The Straz project is also likely to tackle long-term needs of the 28-year-old center, including refurbishments of the lobby area for Morsani Hall, dressing room renovations and an expansion of the Patel Conservatory, the performing arts school located inside the arts complex. The underground parking lot will help ease the strain on the nearby William F. Poe Garage. "It's our challenge to keep (the Straz) state of the art and keep it where it needs to go," Lisi said.


The riverside restaurant will be a new home for Maestro's, which has operated from a site above the Jaeb Theatre. It will seat up to 200 diners. The master plan will be produced by Westlake Reed Leskosky, a national firm that also worked on the Denver Center for the Performing Arts and the Playhouse Square in Cleveland. Paul Westlake, managing principal of Westlake Reed Leskosky, said he wants to make the Straz into a riverfront icon. "There will be places to hang out, places for outdoor performances," he said. "We want the arrival to be as exciting as the event itself."  


The $245,000 cost for the master plan will come from a donation from the Frank E. Duckwall Foundation. No costs have yet been estimated for construction, which would likely be done in phases, said Lisi. Some help will come from the developers of Residences on the Riverwalk, who agreed to contribute toward the remake of the Straz entry plaza."There will be a lot of zeroes," Lisi said of the overall price tag. 


Other challenges await the Straz, too. Since it is over the water, the pavilion would have to meet strict permitting regulations and be approved by the Southwest Florida Water Management District. Westlake Reed Leskosky officials met with hydrologists Monday to discuss possible impacts on Hillsborough River. The project is also somewhat hamstrung by the proximity of Cass Street Bridge and adjacent railroad bridge that lies low to the river.  


The Straz Center and its 9-acre site is owned by the City of Tampa and rented for a nominal cost to the Tampa Bay Performing Arts Center Inc. Last year, the city also paid roughly $547,000 for operating and capital costs for the center and $274,000 to insure the property. The 335,000 square-foot facility boasts five performance halls, employs 110 full-time workers and draws an audience of about 600,000 per year.


The master plan is expected to be complete by May and will include renderings of the new facilities. Lisi said that between 70 and 80 percent of the cost will likely come from the private sector but that the center also will look to get assistance from city, county and state funds. A private fundraising campaign will begin immediately. "A great design is critical to a successful capital campaign," Lisi said. "If the design doesn't excite and inspire people, they'll go to the next thing that inspires or excites them."



Protect the environment with these 10 tips for homeowners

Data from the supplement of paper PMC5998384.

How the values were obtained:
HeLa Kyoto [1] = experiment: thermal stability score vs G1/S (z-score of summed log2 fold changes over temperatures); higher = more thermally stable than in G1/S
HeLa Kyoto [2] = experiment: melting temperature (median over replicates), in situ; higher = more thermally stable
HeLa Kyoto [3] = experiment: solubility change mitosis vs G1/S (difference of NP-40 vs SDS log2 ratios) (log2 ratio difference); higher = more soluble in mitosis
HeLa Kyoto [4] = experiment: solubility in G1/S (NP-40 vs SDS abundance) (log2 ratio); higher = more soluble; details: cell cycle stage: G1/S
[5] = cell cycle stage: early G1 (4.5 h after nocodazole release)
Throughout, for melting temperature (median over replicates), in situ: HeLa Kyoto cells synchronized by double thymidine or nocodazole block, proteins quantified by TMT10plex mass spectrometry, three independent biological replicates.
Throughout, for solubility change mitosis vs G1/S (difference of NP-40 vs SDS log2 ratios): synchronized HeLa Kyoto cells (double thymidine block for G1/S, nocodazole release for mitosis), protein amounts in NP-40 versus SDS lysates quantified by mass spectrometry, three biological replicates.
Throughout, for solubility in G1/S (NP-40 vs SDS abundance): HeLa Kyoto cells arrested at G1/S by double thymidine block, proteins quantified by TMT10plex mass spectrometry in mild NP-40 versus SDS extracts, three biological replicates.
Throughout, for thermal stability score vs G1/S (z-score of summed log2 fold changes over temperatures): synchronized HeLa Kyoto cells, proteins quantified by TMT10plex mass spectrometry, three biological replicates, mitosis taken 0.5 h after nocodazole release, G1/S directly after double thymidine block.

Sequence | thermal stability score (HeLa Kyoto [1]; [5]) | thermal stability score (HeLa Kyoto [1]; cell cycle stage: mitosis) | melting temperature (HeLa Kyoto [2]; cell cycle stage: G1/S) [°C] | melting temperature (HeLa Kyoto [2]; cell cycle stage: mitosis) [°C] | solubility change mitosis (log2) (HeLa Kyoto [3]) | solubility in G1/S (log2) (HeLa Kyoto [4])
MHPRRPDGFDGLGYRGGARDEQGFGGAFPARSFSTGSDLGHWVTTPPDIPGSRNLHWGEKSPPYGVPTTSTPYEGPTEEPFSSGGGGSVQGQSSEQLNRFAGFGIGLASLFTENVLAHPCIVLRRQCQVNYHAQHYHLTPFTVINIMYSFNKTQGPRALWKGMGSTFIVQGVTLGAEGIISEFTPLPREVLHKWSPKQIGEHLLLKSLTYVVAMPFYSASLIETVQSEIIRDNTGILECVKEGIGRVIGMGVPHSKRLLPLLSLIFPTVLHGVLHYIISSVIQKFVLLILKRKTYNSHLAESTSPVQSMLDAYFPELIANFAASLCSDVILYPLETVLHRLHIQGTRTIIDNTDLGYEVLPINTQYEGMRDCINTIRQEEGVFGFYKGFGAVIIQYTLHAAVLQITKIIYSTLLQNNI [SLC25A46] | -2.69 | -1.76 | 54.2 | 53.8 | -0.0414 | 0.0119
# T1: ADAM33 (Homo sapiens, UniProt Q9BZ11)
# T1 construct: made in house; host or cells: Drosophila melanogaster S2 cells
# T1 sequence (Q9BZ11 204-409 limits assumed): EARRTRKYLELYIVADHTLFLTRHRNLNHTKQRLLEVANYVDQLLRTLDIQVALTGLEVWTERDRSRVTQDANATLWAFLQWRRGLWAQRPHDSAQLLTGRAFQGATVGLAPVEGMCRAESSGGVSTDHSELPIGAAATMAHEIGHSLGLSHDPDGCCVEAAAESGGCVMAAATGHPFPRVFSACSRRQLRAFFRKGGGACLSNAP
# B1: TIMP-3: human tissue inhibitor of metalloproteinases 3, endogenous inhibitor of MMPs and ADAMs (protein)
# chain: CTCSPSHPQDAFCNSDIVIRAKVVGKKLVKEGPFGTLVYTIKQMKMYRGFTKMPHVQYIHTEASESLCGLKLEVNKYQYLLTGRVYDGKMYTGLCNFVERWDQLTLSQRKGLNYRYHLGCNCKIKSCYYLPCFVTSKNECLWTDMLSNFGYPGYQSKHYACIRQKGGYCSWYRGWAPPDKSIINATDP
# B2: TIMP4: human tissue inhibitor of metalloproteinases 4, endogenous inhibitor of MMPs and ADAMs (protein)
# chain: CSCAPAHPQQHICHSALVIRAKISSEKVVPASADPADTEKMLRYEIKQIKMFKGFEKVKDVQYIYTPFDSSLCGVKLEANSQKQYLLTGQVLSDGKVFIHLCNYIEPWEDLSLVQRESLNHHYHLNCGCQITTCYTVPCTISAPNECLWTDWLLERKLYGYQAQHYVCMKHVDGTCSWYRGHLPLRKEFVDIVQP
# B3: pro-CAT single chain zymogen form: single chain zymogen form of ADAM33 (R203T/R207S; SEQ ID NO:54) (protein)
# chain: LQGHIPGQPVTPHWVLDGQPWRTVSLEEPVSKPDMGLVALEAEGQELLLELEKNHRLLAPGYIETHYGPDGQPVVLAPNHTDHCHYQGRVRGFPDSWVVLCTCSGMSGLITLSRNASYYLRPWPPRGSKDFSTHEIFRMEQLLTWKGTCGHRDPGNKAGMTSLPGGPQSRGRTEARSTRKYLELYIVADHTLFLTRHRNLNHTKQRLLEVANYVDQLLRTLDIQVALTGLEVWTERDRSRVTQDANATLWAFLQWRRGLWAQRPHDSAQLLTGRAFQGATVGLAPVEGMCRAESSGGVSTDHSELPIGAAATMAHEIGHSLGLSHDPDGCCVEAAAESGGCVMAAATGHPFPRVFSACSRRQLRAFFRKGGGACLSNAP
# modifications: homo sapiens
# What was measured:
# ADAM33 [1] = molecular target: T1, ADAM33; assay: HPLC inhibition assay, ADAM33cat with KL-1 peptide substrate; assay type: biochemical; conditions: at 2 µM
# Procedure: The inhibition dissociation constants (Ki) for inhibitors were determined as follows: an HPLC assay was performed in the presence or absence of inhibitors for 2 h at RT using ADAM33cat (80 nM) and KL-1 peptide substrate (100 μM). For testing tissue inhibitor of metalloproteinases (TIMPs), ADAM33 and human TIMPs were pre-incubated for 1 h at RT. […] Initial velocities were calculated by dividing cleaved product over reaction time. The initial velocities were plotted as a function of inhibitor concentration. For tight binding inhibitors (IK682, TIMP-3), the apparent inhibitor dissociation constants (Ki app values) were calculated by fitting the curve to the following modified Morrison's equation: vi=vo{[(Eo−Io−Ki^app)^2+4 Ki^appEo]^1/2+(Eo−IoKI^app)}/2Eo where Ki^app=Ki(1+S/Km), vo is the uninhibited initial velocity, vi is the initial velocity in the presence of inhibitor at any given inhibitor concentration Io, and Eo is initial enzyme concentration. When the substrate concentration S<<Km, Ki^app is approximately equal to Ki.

Water is the essence of life. In an average year, Florida receives over 50 inches of rain water, especially during the summer months. Yet, as Florida's population grows, the demand for this water continues to strain our natural resources. This is, in part, due to a loss of natural green space and an increase of impervious surfaces like concrete and asphalt, which prevent rain water from filtering back to our groundwater systems. Storm water runoff is any water flowing off of roofs, driveways, and yards that carries fertilizers, pesticides, oils and other chemicals, contributing to pollution in our surface waterways. This is called non-point source pollution, and it can be controlled. Reducing runoff from your property is simple. Follow these behaviors to make a difference, one step at a time...
  1. Install and maintain a Florida-friendly landscape that absorbs runoff and allows it to filter back into the soil.
  2. Choose drought-tolerant plants that don't need a lot of irrigation.
  3. Install practical areas of drought-tolerant turf for play, entertainment, pets, etc. Use ground covers as turf alternatives in low traffic areas of the landscape.
  4. Maintain 3" of mulch in plant beds to reduce erosion and retain soil moisture, minimizing watering needs.
  5. Follow local watering restrictions, and water only as needed. Many Florida-friendly plants, once established, can survive with little supplemental irrigation.
  6. Water in the early morning hours to avoid water loss from wind and evaporation.
  7. Install low-volume irrigation in plant beds to minimize overspray and excess watering of plants.
  8. Install a functioning rain shut-off device on all irrigation systems to avoid unnecessary watering.
  9. Use a rain gauge to track rainfall and determine if supplemental watering (on your assigned day) is necessary.
  10. Use rain barrels or cisterns to collect rain water for landscape irrigation. Rain barrels capture storm water runoff, reduce erosion around the foundation of the house, and provide a free source of water for your plants.


UF/IFAS Extension in Hillsborough County is an educational service provided by both the University of Florida and Hillsborough County to provide information to the public through workshops, publications and mass media.






In accordance with Title VI of the Civil Rights Act of 1964 and other nondiscrimination laws, public participation is solicited without regard to race, color, national origin, age, sex, religion, disability or family status.